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LIFE IS NOT FAIR, AND NEITHER IS THE NCAA
June 9, 2008

SCS.comThe NCAA has a core purpose listed on their main web page at www.ncaa.org. It reads “Our purpose is to govern competition in a fair, safe, equitable and sportsmanlike manner, and to integrate intercollegiate athletics into higher education so that the educational experience of the student-athlete is paramount.” The word that I want to focus on is fair. The NCAA tries to promote fairness in athletics but has come up a little short in this department.

Let’s look at the fairness of allowing automatic bids into NCAA Baseball Tournament. When a team wins the conference tournament, they receive an automatic bid into the NCAA Tournament. If that is going to be the golden rule, then every team participating in baseball should be eligible for their respective conference tournament. As it stands today, some teams do not even have a chance to win a conference tournament because they did not qualify for it. That does not seem fair at all. If we are promoting fairness, then let every institution have a shot.

The next item of fairness in college baseball is the Super Regionals that took place over the past weekend. I like that the NCAA gives the National Seeded teams the host site and gives them home team advantage in the opening game of the series. I also like the fact that the visiting team is the home team in Game 2. For Game 3, the home team is decided by a coin flip. Here is where I have a problem with fairness. Just take out the coin flip and have the National Seed be the home team in Game 3. In all fairness, they did earn the right, in the selection committee’s eyes, to be the home team twice in their own ball park. It would not be fair for them to be the visiting team in two of the three games on their home field.

If fairness is the item that the NCAA wants to promote, then the scheduling of times should be fair. Is it fair that Georgia, NC State, Wichita State, and Florida State had to play two straight days in 95+ degree heat? Miami and Arizona were allowed to play two straight days in the evening. Being fair, the first four teams listed should have been able to play in the evening at least once. I realize that TV has a major influence; however, all Super Regional games are on TV regardless. I would love to see the ratings when they come out. In all fairness, the NCAA should be promoting the sport and having different teams play in the evening would help in that promotion. Let’s be fair to the fans and student athletes that had to endure the intense heat two days in a row in Athens and Tallahassee.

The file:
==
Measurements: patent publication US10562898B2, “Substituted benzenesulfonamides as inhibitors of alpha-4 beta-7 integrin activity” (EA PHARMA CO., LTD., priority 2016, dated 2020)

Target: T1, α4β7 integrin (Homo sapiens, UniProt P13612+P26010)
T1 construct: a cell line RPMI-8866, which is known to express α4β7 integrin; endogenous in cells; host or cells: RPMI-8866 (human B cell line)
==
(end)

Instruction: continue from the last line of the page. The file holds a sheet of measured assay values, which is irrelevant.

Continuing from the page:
The last item of fairness is that the “smaller” schools are getting shafted all the time. For instance, the Jackson State baseball team went 37-22 this season, won the SWAC regular season title, but was left off the field of 64. While this seems reasonable because they did not win the conference tournament and automatic bid, they still should have been included in the NCAA Tournament. There were a few teams that did not win their conference or have the record of Jackson State; however, they were able to participate in the NCAA Tournament. I will give a couple of examples: Arkansas (34-22) finished 9th in the SEC and did not even qualify for the SEC Tournament and Oklahoma (34-24) finished 8th in the Big XII but had a 9-17 record in their conference prior to winning two games in the conference tournament. Is that fair to a Jackson State ball club that worked hard all season to win their conference but had a couple of bad games in their conference tournament?

The NCAA needs to look long and hard about being fair to institutions when it comes to the NCAA Championship Tournament. I have pointed out three instances where the NCAA has not been fair to the universities that participate under the NCAA umbrella. In the end, the NCAA wants to promote fairness but seems to be lacking in their idea of what fairness actually means.

U.S.A.
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